“New therapies have increased the median survival for advanced-stage melanoma from approximately 9 months before 2011 to at least 2 years, based on [data from] clinical trials,” Elizabeth Ward, PhD, and colleagues wrote about their report on cancer burden in younger patients.
Despite increased rates of melanoma among men and women aged 20 to 49 years, death rates have declined, likely because of the introduction of targeted and immunotherapy agents for the treatment of advanced melanoma.
“New therapies have increased the median survival for advanced-stage melanoma from approximately 9 months before 2011 to at least 2 years, based on [data from] clinical trials,” Elizabeth Ward, PhD, of the North American Association of Central Cancer Registries (NAACCR), and colleagues wrote about their report on the cancer burden in younger patients.1
The report is based on data from the American Cancer Society, the US Centers for Disease Control and Prevention, the National Cancer Institute, and the NAACCR, and highlights trends and opportunities in cancer surveillance data to guide control efforts.
The incidence rates for all invasive cancers were lower among men than they were among women (115.3 vs 203.3 cases per 100,000). For both sexes, melanoma ranked among the 3 cancers with the highest incidence rates, following colorectal and testicular cancers in men and breast and thyroid cancers in women (FIGURE 1).
Incidence rates of melanoma increased 2.3% in men (P<.001) and 1.7% in women (P<.001) from 2011 to 2015. These rates represented the second-highest increases, following significant increases in liver cancers for both groups.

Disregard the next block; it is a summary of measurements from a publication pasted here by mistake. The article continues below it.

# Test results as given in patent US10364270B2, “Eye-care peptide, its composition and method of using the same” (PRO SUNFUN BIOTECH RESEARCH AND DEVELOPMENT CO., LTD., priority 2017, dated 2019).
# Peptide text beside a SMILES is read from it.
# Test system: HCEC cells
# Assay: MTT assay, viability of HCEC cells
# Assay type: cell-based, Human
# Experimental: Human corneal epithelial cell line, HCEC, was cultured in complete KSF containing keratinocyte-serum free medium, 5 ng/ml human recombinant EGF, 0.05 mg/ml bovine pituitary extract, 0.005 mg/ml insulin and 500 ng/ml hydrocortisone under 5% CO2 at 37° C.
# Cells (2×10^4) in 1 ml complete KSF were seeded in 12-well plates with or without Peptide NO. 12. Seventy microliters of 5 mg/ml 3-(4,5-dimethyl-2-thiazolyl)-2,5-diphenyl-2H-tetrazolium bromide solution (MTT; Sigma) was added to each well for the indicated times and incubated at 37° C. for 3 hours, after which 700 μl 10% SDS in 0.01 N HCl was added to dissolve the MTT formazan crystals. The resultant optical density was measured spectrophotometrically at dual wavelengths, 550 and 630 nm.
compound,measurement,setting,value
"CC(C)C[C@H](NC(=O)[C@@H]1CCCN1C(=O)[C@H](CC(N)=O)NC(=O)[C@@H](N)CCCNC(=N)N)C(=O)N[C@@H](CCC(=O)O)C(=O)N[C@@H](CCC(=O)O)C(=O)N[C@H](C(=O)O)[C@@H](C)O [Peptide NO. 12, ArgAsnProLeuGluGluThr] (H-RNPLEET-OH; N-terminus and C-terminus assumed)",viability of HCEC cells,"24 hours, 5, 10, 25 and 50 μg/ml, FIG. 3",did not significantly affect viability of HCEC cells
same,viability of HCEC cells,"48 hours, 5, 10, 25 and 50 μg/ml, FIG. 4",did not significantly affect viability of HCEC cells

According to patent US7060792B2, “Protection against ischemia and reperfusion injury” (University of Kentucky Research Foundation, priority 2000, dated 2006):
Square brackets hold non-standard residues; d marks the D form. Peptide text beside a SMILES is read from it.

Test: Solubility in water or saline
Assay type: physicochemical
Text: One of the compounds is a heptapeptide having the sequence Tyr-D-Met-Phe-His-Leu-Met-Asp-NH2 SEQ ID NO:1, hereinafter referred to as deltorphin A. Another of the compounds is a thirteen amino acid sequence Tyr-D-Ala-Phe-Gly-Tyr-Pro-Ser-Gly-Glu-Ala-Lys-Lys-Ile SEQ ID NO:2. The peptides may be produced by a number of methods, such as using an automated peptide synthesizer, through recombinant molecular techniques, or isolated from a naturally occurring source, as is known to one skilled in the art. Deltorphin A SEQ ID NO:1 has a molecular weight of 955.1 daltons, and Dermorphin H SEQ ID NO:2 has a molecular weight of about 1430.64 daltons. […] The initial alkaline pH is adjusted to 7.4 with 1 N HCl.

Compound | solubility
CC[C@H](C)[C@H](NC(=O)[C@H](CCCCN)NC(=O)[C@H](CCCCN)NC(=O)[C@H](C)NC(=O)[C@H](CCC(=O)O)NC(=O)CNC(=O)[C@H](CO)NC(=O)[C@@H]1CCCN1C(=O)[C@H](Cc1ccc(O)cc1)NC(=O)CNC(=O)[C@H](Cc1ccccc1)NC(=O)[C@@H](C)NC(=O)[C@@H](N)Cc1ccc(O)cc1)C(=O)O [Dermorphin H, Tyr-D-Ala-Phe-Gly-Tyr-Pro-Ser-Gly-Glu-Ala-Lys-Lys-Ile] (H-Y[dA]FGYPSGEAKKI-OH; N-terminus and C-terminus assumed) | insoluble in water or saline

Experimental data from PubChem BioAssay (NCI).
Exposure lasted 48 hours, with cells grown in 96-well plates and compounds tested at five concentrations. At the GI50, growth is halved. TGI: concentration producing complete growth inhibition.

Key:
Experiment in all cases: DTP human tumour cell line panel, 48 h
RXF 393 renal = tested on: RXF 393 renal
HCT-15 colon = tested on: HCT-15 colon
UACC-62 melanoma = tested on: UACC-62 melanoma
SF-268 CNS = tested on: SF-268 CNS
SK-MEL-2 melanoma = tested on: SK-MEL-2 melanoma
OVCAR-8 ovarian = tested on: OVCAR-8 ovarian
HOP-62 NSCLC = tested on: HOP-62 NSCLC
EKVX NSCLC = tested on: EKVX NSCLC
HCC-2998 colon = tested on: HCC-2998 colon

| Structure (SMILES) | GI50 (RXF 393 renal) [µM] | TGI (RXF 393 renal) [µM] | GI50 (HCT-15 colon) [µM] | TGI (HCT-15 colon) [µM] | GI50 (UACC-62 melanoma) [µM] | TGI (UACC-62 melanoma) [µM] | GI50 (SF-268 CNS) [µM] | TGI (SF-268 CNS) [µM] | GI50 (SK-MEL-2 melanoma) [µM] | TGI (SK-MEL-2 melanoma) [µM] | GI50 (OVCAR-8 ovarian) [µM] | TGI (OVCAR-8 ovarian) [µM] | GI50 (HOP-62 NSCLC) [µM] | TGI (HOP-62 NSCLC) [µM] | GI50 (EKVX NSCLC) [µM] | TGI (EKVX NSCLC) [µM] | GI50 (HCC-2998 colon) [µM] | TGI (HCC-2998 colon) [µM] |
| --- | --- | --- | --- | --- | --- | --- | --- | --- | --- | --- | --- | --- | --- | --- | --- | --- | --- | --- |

Despite these increases, survival rates have risen alongside higher disease incidence rates. Among men, death rates for melanoma had a 5-year decrease of 5% between 2012 and 2016; in women, that rate was 4.9%. These were the steepest decreases observed in each group by cancer type. (FIGURE 2).1
According to the Surveillance, Epidemiology, and End Results Program2 database (SEER-18), 1-year overall survival rates in patients with metastatic melanoma were significantly better in patients treated in the era following the introduction of targeted therapies (38.9%) than they were in patients treated before targeted therapies were available (36.8%); the 2-year over- all survival rates were 28.3% versus 23.5% (P= .001). The report3 defined the “pretargeed era” as 2004 to 2010 and the “posttargeted era” as 2011 to 2014.
Between those years, numerous targeted agents, such as dabrafenib (Tafinlar) and trametinib (Mekinist), and immunotherapies, such as nivolumab (Opdivo), were approved for the treatment of metastatic melanoma (FIGURE 3).1These approvals included monotherapy and combination indications.
Overall, the investigators saw these rapid declines in death rates from melanoma as an integral factor of declines observed in all cancer sites in this population subset.